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Before highways and fences sliced through the West, and towns and energy development sprawled across the prairie, herds of deer, elk, pronghorn and bison reigned supreme.

They moved from valleys and deserts to mountains as seasons changed from fall and winter to spring and summer. They followed the green wave, researchers have started calling it, and the food they found along the way kept herds robust.

While many of those ancient migration routes have been lost to westward expansion and settlement, some still remain.

Efforts have been underway in many Western states to document and then try to conserve at least portions of critical migration routes. Wyoming has, in many ways, been at the forefront of those efforts with the Wyoming Game and Fish Department establishing formal migration route designations. But even with those designations, and a Department of the Interior secretarial order placing a priority on protecting migration corridors, energy leasing in the routes continues at a record-breaking pace — making figuring out how and what to protect even more critical, some say.

New research published in late June in the Journal of Applied Ecology might eventually help with those decisions. In a paper titled “All routes are not created equal: an ungulate’s choice of migration route can influence its survival,” wildlife biologists explain that mortality rates on some routes can, in fact, be as much as three times higher than on others.

While the paper doesn’t address the factors that influence survival, authors say it does let wildlife and land managers know that some routes could be conserved because of their success and other routes may need a little help.

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With the right technology and some patience, it doesn’t take biologists long to begin mapping migration routes. Over the course of a year, they can tell where deer or elk move. Add another year and researchers can verify that information.

Figuring out the success of a corridor, on the other hand, is a much bigger undertaking, said Hall Sawyer, the paper’s lead author and a research biologist for Cheyenne-based Western EcoSystems Technology Inc.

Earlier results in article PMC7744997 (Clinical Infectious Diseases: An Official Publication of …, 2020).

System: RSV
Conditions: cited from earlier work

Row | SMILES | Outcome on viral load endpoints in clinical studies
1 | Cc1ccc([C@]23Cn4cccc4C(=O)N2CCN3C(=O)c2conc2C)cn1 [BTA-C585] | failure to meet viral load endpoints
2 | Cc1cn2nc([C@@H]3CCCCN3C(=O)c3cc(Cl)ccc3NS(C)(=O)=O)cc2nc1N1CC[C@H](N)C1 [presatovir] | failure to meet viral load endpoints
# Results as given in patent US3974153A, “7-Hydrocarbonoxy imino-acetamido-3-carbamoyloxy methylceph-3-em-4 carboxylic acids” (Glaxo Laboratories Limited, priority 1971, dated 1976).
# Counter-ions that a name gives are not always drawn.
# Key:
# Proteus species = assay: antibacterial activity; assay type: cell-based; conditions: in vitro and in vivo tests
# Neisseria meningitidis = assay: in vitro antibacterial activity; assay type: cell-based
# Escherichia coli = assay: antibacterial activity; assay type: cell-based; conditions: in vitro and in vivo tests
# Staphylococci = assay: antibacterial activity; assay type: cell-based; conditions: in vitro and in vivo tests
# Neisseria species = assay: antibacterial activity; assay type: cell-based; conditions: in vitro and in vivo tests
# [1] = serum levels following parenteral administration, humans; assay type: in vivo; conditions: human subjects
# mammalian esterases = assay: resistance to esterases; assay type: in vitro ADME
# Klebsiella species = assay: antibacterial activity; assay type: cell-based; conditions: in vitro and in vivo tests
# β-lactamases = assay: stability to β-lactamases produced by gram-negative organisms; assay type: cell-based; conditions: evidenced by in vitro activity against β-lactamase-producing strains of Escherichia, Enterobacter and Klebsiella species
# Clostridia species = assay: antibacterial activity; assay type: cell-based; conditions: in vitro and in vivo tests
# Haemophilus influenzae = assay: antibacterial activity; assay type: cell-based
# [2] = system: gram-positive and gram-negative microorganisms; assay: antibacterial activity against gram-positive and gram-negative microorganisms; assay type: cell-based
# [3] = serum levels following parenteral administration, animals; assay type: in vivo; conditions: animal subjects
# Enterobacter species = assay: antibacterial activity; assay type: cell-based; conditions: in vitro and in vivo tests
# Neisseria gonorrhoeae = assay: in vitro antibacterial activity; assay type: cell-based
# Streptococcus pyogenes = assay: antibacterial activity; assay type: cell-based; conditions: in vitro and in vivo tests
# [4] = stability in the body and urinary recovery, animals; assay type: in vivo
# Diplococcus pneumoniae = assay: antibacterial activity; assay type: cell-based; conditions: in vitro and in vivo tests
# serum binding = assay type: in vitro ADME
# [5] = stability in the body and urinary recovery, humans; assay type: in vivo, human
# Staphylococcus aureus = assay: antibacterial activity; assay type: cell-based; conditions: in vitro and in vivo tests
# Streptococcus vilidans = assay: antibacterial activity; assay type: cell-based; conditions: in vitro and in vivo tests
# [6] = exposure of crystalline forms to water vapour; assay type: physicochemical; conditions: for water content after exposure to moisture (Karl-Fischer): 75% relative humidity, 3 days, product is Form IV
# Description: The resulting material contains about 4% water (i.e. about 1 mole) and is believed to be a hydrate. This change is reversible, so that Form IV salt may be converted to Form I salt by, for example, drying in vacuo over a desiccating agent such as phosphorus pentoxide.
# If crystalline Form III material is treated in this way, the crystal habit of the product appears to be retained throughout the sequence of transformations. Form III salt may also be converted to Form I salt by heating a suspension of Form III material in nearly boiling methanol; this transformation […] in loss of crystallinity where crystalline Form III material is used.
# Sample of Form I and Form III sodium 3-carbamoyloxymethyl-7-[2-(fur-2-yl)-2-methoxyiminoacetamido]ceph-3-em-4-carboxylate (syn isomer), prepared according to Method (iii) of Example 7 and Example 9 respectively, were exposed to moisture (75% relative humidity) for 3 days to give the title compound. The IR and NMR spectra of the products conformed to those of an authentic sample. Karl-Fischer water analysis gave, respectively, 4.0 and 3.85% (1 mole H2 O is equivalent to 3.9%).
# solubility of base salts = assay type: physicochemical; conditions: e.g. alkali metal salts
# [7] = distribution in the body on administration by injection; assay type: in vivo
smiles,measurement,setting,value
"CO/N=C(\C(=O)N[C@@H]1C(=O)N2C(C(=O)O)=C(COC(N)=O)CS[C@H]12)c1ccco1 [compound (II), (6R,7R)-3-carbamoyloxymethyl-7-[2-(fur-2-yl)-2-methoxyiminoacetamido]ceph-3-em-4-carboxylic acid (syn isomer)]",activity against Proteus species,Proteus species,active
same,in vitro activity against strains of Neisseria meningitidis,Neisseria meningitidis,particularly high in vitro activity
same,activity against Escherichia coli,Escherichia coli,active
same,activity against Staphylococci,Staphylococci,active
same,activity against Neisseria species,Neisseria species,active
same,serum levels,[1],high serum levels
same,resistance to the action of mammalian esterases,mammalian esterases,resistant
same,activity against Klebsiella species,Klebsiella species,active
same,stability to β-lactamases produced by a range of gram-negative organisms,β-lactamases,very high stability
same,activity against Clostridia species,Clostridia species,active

“The only way you do a survival analysis is for a lot of animals to die,” he said. “Studies that are over two or three years don’t typically give enough information.”

So Sawyer and the paper’s co-authors, including University of California Berkeley professor Arthur Middleton, began a seven-year project with a deer herd in southern Colorado and northern New Mexico. The deer weren’t Wyoming animals, but the results can be applied to herds across the West, researchers said.

They collared 66 deer from four high-use routes. By the end of the study, 44 had died.

The pathways wandered roughly parallel to each other, sometimes as close as 5 miles and others as far away as 20 miles. On a map it looks like a wide paintbrush stroke running north to south with four thin lines meandering up and down inside its borders.

Depending on which route deer chose, Sawyer and the other authors found, the animals had up to a three times higher chance of dying.

So then why wouldn’t deer simply choose the better route? Because big game animals like deer learn their migration routes from their mothers, new research has shown, which means it would take generations for them to evolve.

The extreme differences between routes surprised even Sawyer, who has spent more than two decades studying big game migration in Wyoming and the West.

“But it makes sense,” he said. “We have winter ranges that are better or worse and summer ranges that are better or worse, so why wouldn’t we expect migration routes to be?”

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Now that Sawyer and Middleton have demonstrated variation among migration routes, they and other researchers can use existing migration data to analyze some Wyoming paths. They can also use that data to potentially pinpoint places where deer are struggling to survive, Sawyer said.

That information will be key for agencies like the Wyoming Game and Fish Department, said Brian Nesvik, the department’s director.

The department’s job is to first work on and help pay for migration research and data collection, he said. Secondly, it is to “provide a wildlife perspective on how federal land management agencies or the Office of State Lands should go about permitting and allowing development in those particular corridors.”

Wildlife agency officials are in the process of establishing two new official wildlife corridor designations, one for mule deer from southeast of Alpine to north of Evanston and another for pronghorn from Jackson to north of Rock Springs.

The designation process is “proven science and good science,” Nesvik said. “I don’t see that changing, but I see based on differences in corridors and how animals use them the policy could be different.”

Sawyer has some guesses on what influences the success of a route, including intensity of fences, highways, predators and energy and residential development, but understanding issues on individual routes will take more study.

“In Wyoming and the West we have to make choices and tradeoffs,” Middleton said.

If people want to have both wildlife and development of natural resources, residential areas, roadways and other infrastructure, he said, then choosing which corridors are most important to herds will be critical.

“In some cases, this are a step toward doing that in a more informed way.”

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